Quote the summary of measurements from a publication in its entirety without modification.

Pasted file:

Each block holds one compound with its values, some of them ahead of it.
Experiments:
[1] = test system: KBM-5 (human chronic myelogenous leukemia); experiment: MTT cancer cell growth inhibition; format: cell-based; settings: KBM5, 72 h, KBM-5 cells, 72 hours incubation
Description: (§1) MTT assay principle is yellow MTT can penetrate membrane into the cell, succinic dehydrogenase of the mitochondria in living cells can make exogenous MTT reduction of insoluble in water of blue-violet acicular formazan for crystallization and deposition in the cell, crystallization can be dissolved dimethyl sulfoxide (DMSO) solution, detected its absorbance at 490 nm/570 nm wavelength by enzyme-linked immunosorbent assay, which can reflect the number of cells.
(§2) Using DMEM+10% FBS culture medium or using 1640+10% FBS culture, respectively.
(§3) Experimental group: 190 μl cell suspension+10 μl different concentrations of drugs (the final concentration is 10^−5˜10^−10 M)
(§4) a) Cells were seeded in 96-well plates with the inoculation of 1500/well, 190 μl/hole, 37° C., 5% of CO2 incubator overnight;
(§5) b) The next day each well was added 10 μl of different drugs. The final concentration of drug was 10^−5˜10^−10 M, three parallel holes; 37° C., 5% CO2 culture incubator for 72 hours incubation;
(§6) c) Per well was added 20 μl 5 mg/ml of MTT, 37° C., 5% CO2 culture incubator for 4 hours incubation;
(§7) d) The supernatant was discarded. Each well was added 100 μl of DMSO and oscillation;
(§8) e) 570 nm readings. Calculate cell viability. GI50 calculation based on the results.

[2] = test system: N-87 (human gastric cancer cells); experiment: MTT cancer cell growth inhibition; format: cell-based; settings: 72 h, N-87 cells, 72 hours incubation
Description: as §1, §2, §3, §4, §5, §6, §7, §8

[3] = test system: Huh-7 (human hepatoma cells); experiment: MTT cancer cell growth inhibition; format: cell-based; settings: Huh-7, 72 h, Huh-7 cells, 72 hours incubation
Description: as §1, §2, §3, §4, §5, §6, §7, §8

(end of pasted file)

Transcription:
Each block holds one compound with its values, some of them ahead of it.
Experiments:
[1] = test system: KBM-5 (human chronic myelogenous leukemia); experiment: MTT cancer cell growth inhibition; format: cell-based; settings: KBM5, 72 h, KBM-5 cells, 72 hours incubation
Description: (§1) MTT assay principle is yellow MTT can penetrate membrane into the cell, succinic dehydrogenase of the mitochondria in living cells can make exogenous MTT reduction of insoluble in water of blue-violet acicular formazan for crystallization and deposition in the cell, crystallization can be dissolved dimethyl sulfoxide (DMSO) solution, detected its absorbance at 490 nm/570 nm wavelength by enzyme-linked immunosorbent assay, which can reflect the number of cells.
(§2) Using DMEM+10% FBS culture medium or using 1640+10% FBS culture, respectively.
(§3) Experimental group: 190 μl cell suspension+10 μl different concentrations of drugs (the final concentration is 10^−5˜10^−10 M)
(§4) a) Cells were seeded in 96-well plates with the inoculation of 1500/well, 190 μl/hole, 37° C., 5% of CO2 incubator overnight;
(§5) b) The next day each well was added 10 μl of different drugs. The final concentration of drug was 10^−5˜10^−10 M, three parallel holes; 37° C., 5% CO2 culture incubator for 72 hours incubation;
(§6) c) Per well was added 20 μl 5 mg/ml of MTT, 37° C., 5% CO2 culture incubator for 4 hours incubation;
(§7) d) The supernatant was discarded. Each well was added 100 μl of DMSO and oscillation;
(§8) e) 570 nm readings. Calculate cell viability. GI50 calculation based on the results.

[2] = test system: N-87 (human gastric cancer cells); experiment: MTT cancer cell growth inhibition; format: cell-based; settings: 72 h, N-87 cells, 72 hours incubation
Description: as §1, §2, §3, §4, §5, §6, §7, §8

[3] = test system: Huh-7 (human hepatoma cells); experiment: MTT cancer cell growth inhibition; format: cell-based; settings: Huh-7, 72 h, Huh-7 cells, 72 hours incubation
Description: as §1, §2, §3, §4, §5, §6, §7, §8